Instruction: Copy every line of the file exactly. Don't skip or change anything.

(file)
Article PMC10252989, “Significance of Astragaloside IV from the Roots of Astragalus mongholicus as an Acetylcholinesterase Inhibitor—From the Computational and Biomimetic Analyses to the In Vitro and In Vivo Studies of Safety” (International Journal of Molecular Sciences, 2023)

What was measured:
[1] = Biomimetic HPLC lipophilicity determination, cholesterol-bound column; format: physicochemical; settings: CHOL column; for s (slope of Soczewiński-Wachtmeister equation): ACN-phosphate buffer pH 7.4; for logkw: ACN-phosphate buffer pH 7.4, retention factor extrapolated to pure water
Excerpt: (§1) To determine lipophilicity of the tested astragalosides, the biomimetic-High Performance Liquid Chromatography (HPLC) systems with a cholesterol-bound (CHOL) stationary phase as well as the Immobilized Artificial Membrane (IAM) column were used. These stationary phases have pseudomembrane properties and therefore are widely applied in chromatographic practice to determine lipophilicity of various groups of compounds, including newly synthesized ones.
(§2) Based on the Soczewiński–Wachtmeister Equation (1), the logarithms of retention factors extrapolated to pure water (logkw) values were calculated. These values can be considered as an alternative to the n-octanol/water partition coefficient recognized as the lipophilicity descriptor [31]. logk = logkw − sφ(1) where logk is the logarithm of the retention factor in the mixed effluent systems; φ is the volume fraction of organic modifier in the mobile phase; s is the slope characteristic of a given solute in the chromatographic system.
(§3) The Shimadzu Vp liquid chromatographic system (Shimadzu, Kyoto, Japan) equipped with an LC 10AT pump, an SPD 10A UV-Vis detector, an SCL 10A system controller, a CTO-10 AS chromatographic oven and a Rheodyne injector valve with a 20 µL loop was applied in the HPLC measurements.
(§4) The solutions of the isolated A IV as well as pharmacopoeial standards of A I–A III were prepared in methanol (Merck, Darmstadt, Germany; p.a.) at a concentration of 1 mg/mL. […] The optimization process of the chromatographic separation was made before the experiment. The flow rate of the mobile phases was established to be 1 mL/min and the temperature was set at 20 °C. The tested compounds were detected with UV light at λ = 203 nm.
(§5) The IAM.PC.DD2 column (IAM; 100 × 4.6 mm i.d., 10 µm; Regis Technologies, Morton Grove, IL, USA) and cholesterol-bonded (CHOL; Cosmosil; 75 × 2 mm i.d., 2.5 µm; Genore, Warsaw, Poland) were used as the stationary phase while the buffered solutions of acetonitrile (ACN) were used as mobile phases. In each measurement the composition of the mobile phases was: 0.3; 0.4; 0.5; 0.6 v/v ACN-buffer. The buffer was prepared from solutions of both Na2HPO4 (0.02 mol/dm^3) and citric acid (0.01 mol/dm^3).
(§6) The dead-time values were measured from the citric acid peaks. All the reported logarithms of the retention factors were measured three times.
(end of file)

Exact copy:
Article PMC10252989, “Significance of Astragaloside IV from the Roots of Astragalus mongholicus as an Acetylcholinesterase Inhibitor—From the Computational and Biomimetic Analyses to the In Vitro and In Vivo Studies of Safety” (International Journal of Molecular Sciences, 2023)

What was measured:
[1] = Biomimetic HPLC lipophilicity determination, cholesterol-bound column; format: physicochemical; settings: CHOL column; for s (slope of Soczewiński-Wachtmeister equation): ACN-phosphate buffer pH 7.4; for logkw: ACN-phosphate buffer pH 7.4, retention factor extrapolated to pure water
Excerpt: (§1) To determine lipophilicity of the tested astragalosides, the biomimetic-High Performance Liquid Chromatography (HPLC) systems with a cholesterol-bound (CHOL) stationary phase as well as the Immobilized Artificial Membrane (IAM) column were used. These stationary phases have pseudomembrane properties and therefore are widely applied in chromatographic practice to determine lipophilicity of various groups of compounds, including newly synthesized ones.
(§2) Based on the Soczewiński–Wachtmeister Equation (1), the logarithms of retention factors extrapolated to pure water (logkw) values were calculated. These values can be considered as an alternative to the n-octanol/water partition coefficient recognized as the lipophilicity descriptor [31]. logk = logkw − sφ(1) where logk is the logarithm of the retention factor in the mixed effluent systems; φ is the volume fraction of organic modifier in the mobile phase; s is the slope characteristic of a given solute in the chromatographic system.
(§3) The Shimadzu Vp liquid chromatographic system (Shimadzu, Kyoto, Japan) equipped with an LC 10AT pump, an SPD 10A UV-Vis detector, an SCL 10A system controller, a CTO-10 AS chromatographic oven and a Rheodyne injector valve with a 20 µL loop was applied in the HPLC measurements.
(§4) The solutions of the isolated A IV as well as pharmacopoeial standards of A I–A III were prepared in methanol (Merck, Darmstadt, Germany; p.a.) at a concentration of 1 mg/mL. […] The optimization process of the chromatographic separation was made before the experiment. The flow rate of the mobile phases was established to be 1 mL/min and the temperature was set at 20 °C. The tested compounds were detected with UV light at λ = 203 nm.
(§5) The IAM.PC.DD2 column (IAM; 100 × 4.6 mm i.d., 10 µm; Regis Technologies, Morton Grove, IL, USA) and cholesterol-bonded (CHOL; Cosmosil; 75 × 2 mm i.d., 2.5 µm; Genore, Warsaw, Poland) were used as the stationary phase while the buffered solutions of acetonitrile (ACN) were used as mobile phases. In each measurement the composition of the mobile phases was: 0.3; 0.4; 0.5; 0.6 v/v ACN-buffer. The buffer was prepared from solutions of both Na2HPO4 (0.02 mol/dm^3) and citric acid (0.01 mol/dm^3).
(§6) The dead-time values were measured from the citric acid peaks. All the reported logarithms of the retention factors were measured three times.